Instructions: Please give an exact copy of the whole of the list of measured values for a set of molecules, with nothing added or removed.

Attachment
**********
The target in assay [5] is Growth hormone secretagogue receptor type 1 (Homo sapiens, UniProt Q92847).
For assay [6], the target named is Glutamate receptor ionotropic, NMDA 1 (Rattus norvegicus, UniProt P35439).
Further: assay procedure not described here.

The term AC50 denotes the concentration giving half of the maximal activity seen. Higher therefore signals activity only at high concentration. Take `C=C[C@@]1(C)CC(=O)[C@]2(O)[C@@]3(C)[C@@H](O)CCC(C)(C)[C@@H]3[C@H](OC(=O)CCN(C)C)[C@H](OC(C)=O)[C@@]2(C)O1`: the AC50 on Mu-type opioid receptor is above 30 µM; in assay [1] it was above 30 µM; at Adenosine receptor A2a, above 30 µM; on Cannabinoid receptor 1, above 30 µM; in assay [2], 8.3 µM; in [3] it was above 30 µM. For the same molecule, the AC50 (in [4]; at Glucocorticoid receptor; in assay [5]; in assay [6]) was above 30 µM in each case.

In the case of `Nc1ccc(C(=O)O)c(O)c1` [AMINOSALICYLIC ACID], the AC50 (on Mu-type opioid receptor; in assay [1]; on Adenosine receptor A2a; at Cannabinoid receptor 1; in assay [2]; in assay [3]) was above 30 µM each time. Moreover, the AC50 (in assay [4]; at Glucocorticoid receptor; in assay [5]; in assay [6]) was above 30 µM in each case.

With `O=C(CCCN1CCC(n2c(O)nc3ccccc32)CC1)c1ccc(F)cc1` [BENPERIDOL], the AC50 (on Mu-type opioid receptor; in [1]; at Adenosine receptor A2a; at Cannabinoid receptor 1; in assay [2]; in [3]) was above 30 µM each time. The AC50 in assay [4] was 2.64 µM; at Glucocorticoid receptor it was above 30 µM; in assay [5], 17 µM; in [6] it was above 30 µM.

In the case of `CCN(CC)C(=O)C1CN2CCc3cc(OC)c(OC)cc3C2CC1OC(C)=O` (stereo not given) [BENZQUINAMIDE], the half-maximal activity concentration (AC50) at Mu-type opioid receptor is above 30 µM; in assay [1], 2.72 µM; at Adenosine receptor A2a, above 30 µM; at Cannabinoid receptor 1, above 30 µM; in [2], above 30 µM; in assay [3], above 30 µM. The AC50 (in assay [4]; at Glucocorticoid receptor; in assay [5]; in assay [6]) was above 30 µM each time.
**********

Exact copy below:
The target in assay [5] is Growth hormone secretagogue receptor type 1 (Homo sapiens, UniProt Q92847).
For assay [6], the target named is Glutamate receptor ionotropic, NMDA 1 (Rattus norvegicus, UniProt P35439).
Further: assay procedure not described here.

The term AC50 denotes the concentration giving half of the maximal activity seen. Higher therefore signals activity only at high concentration. Take `C=C[C@@]1(C)CC(=O)[C@]2(O)[C@@]3(C)[C@@H](O)CCC(C)(C)[C@@H]3[C@H](OC(=O)CCN(C)C)[C@H](OC(C)=O)[C@@]2(C)O1`: the AC50 on Mu-type opioid receptor is above 30 µM; in assay [1] it was above 30 µM; at Adenosine receptor A2a, above 30 µM; on Cannabinoid receptor 1, above 30 µM; in assay [2], 8.3 µM; in [3] it was above 30 µM. For the same molecule, the AC50 (in [4]; at Glucocorticoid receptor; in assay [5]; in assay [6]) was above 30 µM in each case.

In the case of `Nc1ccc(C(=O)O)c(O)c1` [AMINOSALICYLIC ACID], the AC50 (on Mu-type opioid receptor; in assay [1]; on Adenosine receptor A2a; at Cannabinoid receptor 1; in assay [2]; in assay [3]) was above 30 µM each time. Moreover, the AC50 (in assay [4]; at Glucocorticoid receptor; in assay [5]; in assay [6]) was above 30 µM in each case.

With `O=C(CCCN1CCC(n2c(O)nc3ccccc32)CC1)c1ccc(F)cc1` [BENPERIDOL], the AC50 (on Mu-type opioid receptor; in [1]; at Adenosine receptor A2a; at Cannabinoid receptor 1; in assay [2]; in [3]) was above 30 µM each time. The AC50 in assay [4] was 2.64 µM; at Glucocorticoid receptor it was above 30 µM; in assay [5], 17 µM; in [6] it was above 30 µM.

In the case of `CCN(CC)C(=O)C1CN2CCc3cc(OC)c(OC)cc3C2CC1OC(C)=O` (stereo not given) [BENZQUINAMIDE], the half-maximal activity concentration (AC50) at Mu-type opioid receptor is above 30 µM; in assay [1], 2.72 µM; at Adenosine receptor A2a, above 30 µM; at Cannabinoid receptor 1, above 30 µM; in [2], above 30 µM; in assay [3], above 30 µM. The AC50 (in assay [4]; at Glucocorticoid receptor; in assay [5]; in assay [6]) was above 30 µM each time.